Episode 22 - Lessons from Nick Saban


Lessons from Nick Saban

This is the time of year when we get fired up about the college football playoffs, who is going to which Bowl game, and which teams will be in the elite four for a chance at the college football National Championship.  Nobody in college football has been to the “big dance” more often and won more national titles than Nick Saban, the coach of the Crimson Tide of Alabama.

Now, it pains me to say that because I’m a Georgia Bulldog fan, so Alabama is considered one of our arch enemies, and frankly, I’m tired of seeing them at #1 year after year.  Of course, that pleases one of my colleagues Danny who not only is a “Bama Boy”, but also worships at the feet of Tom Brady.   But when you have someone that is that successful, you have to take a look at what he does differently and think about what we might learn from his strategy, plan and process to see if there are some lessons we can apply to the channel.

Here are four things I’ve researched that break down Nick Saban’s strategy to stay at number one that I think we can all learn from.

It all begins with recruiting.

In our channel, partner recruitment is an on-going process.  Master agents want partners to sell through their contracts, and recruit based on their relationships with providers and what they can do for the partner that other masters can’t.  Providers recruit partners to sell services in preference to those of their competitors.  So, what can we learn from arguably one of the most successful college football coaches of all time about recruiting?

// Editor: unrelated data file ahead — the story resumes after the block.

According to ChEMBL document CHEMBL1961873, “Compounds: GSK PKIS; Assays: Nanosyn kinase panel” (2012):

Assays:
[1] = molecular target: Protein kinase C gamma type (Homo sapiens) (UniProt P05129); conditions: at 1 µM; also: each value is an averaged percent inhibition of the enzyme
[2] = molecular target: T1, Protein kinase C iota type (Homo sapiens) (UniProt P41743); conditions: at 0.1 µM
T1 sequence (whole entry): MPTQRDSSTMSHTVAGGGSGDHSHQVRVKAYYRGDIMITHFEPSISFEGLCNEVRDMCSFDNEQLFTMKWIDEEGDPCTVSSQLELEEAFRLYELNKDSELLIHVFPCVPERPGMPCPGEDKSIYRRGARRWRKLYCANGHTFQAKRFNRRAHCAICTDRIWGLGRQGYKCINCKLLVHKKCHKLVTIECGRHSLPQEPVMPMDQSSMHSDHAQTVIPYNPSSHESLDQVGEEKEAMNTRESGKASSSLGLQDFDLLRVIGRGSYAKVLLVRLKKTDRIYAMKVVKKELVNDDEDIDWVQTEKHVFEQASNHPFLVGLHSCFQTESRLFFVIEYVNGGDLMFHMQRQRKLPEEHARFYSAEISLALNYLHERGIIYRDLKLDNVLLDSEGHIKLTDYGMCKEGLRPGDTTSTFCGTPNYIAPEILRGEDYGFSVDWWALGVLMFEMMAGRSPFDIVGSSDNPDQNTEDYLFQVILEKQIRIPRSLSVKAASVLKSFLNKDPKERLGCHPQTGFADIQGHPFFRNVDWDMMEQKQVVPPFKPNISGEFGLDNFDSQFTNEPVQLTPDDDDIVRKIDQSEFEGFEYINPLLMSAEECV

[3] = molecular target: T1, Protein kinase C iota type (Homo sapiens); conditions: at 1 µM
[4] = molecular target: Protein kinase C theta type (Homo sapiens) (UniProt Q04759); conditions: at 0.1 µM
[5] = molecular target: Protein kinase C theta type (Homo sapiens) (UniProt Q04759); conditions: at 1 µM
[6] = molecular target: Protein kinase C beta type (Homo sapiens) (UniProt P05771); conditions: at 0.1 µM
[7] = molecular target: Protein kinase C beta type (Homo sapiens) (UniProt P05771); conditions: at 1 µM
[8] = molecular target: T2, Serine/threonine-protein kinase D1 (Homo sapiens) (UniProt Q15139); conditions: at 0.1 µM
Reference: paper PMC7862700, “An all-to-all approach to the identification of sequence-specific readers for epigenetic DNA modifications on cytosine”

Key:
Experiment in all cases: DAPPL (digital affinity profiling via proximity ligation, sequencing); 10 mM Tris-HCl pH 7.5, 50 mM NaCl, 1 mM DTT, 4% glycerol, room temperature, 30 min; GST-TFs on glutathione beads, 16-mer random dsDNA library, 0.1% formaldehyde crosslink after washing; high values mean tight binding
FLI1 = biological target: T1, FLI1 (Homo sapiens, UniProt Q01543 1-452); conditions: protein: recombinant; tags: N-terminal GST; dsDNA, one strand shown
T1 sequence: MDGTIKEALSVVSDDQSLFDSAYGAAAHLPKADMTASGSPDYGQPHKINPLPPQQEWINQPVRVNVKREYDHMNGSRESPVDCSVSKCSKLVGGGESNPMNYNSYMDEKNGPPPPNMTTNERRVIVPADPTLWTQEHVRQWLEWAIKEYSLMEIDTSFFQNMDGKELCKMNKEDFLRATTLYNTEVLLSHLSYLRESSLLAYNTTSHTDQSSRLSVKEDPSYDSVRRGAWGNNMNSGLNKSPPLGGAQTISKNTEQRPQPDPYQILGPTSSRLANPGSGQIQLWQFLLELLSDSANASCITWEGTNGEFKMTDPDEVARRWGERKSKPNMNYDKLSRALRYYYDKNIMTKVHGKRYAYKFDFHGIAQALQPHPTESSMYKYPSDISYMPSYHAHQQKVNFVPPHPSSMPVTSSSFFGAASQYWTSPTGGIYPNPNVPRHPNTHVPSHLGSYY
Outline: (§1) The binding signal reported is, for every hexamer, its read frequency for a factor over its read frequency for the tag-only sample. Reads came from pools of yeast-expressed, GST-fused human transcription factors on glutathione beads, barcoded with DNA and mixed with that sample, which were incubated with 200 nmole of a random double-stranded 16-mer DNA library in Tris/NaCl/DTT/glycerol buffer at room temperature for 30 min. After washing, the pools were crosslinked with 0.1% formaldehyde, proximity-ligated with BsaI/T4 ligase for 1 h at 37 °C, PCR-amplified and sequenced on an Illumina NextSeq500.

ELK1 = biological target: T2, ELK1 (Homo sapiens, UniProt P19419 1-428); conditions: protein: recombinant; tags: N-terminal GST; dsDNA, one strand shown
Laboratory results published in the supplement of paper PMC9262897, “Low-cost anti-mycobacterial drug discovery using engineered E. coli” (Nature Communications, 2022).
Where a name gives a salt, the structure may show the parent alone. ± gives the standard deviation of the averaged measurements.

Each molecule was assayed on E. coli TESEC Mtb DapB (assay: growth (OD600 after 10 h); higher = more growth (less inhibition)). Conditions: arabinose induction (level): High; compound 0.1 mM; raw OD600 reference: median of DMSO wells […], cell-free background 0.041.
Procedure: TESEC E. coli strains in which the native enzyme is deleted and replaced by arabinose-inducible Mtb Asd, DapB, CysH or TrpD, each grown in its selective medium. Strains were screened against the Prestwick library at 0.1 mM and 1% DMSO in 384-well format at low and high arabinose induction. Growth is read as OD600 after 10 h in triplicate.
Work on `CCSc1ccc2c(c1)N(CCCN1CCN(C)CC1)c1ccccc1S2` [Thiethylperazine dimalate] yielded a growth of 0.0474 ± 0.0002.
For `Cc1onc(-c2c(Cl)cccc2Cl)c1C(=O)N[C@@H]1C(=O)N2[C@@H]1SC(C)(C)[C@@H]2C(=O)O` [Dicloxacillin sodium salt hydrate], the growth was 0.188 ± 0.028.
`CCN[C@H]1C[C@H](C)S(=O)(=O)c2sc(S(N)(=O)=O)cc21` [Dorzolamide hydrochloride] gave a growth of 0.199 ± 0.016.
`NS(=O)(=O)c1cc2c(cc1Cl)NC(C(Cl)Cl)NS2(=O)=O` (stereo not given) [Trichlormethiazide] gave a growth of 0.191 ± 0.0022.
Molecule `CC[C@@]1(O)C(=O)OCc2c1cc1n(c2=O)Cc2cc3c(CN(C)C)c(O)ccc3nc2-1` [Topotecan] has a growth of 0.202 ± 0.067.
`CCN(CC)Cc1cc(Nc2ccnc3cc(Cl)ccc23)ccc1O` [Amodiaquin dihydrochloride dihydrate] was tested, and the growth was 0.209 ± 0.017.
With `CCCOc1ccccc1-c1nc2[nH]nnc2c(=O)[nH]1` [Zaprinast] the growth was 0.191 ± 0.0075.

Saban’s recruiting coaches are taught to have a conversation that goes somewhat like this, “This is who we are. This is what we do. This is what we’ve done. This is what we feel like we can do for you. This is what we feel like you can do for us. If you want to be a part of it, great. If you don’t, somebody else will.'”  Imagine the clarity that gives a partner to know what your program can do for them, but what you expect in return.

Saban never waits for players to come to him, he finds those hidden gems, recruits year-around, and knows he faces stiff competition from the likes of LSU, Georgia or Clemson.  That lesson should translate to partner recruiting.  You have to go out and find partners proactively and not depend exclusively on passive ways to get them to notice you.  Advertise, offer incentives, host lunch and learns, be at regional meetings in order to find partners you want to work with.

Next, perfect “the process”.

Simply put, Saban shares that “The Process” is maintaining a relentless focus on things that we can control.  It also means not being distracted by the opponent’s perceived strengths or the score, but rather do your job so that you can contribute what you have control over.  How many times in your channel job have you gotten distracted over your development team missing a product release date, the reorganization that you think is coming to realign resources, or an install that is taking too long on that final circuit?  Saban teaches his team that they are responsible for what they create, not what the other team has going on that they can’t control.